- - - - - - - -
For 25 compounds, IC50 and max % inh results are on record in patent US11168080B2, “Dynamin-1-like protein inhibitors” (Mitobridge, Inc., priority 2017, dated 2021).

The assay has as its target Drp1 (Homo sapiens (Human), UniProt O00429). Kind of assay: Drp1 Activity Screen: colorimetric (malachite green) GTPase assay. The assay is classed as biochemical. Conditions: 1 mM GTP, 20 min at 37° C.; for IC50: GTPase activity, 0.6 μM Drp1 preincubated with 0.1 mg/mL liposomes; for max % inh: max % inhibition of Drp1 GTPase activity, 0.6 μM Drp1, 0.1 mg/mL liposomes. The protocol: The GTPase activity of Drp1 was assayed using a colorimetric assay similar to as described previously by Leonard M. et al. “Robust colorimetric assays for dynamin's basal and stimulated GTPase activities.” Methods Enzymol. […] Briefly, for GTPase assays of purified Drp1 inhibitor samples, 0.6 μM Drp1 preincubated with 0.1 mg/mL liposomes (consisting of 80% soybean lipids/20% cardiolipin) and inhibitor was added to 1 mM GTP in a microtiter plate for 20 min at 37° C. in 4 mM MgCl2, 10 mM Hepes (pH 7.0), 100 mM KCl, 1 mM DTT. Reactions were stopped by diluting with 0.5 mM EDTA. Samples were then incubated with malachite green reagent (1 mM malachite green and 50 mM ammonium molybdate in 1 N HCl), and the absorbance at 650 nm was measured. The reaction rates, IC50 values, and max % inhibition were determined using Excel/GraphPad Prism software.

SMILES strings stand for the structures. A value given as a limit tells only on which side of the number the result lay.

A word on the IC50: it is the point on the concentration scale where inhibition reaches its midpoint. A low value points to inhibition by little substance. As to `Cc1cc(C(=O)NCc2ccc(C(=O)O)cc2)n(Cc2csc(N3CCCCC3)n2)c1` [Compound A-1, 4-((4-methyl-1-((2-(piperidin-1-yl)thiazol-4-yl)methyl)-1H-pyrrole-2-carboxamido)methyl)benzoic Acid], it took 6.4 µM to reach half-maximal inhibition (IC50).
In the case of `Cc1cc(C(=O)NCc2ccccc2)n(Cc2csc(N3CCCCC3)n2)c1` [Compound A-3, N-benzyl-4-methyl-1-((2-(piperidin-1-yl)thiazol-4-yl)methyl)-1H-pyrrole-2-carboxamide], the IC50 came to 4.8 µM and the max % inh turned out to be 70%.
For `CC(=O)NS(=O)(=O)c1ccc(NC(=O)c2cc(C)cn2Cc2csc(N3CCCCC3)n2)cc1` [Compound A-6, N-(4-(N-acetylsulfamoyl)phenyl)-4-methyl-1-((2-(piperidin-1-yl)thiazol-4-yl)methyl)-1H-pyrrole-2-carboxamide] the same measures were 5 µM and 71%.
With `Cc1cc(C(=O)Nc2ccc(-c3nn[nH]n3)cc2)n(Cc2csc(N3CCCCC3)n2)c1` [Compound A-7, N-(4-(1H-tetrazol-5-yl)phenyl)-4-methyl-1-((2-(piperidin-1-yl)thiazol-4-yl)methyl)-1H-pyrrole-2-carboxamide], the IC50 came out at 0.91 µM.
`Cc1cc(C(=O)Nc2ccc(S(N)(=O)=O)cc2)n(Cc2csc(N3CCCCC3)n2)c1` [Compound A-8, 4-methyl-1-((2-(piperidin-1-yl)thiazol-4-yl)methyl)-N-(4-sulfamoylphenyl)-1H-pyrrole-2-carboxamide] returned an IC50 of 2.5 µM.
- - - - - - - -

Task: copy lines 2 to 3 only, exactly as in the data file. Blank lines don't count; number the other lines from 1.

The assay has as its target Drp1 (Homo sapiens (Human), UniProt O00429). Kind of assay: Drp1 Activity Screen: colorimetric (malachite green) GTPase assay. The assay is classed as biochemical. Conditions: 1 mM GTP, 20 min at 37° C.; for IC50: GTPase activity, 0.6 μM Drp1 preincubated with 0.1 mg/mL liposomes; for max % inh: max % inhibition of Drp1 GTPase activity, 0.6 μM Drp1, 0.1 mg/mL liposomes. The protocol: The GTPase activity of Drp1 was assayed using a colorimetric assay similar to as described previously by Leonard M. et al. “Robust colorimetric assays for dynamin's basal and stimulated GTPase activities.” Methods Enzymol. […] Briefly, for GTPase assays of purified Drp1 inhibitor samples, 0.6 μM Drp1 preincubated with 0.1 mg/mL liposomes (consisting of 80% soybean lipids/20% cardiolipin) and inhibitor was added to 1 mM GTP in a microtiter plate for 20 min at 37° C. in 4 mM MgCl2, 10 mM Hepes (pH 7.0), 100 mM KCl, 1 mM DTT. Reactions were stopped by diluting with 0.5 mM EDTA. Samples were then incubated with malachite green reagent (1 mM malachite green and 50 mM ammonium molybdate in 1 N HCl), and the absorbance at 650 nm was measured. The reaction rates, IC50 values, and max % inhibition were determined using Excel/GraphPad Prism software.

SMILES strings stand for the structures. A value given as a limit tells only on which side of the number the result lay.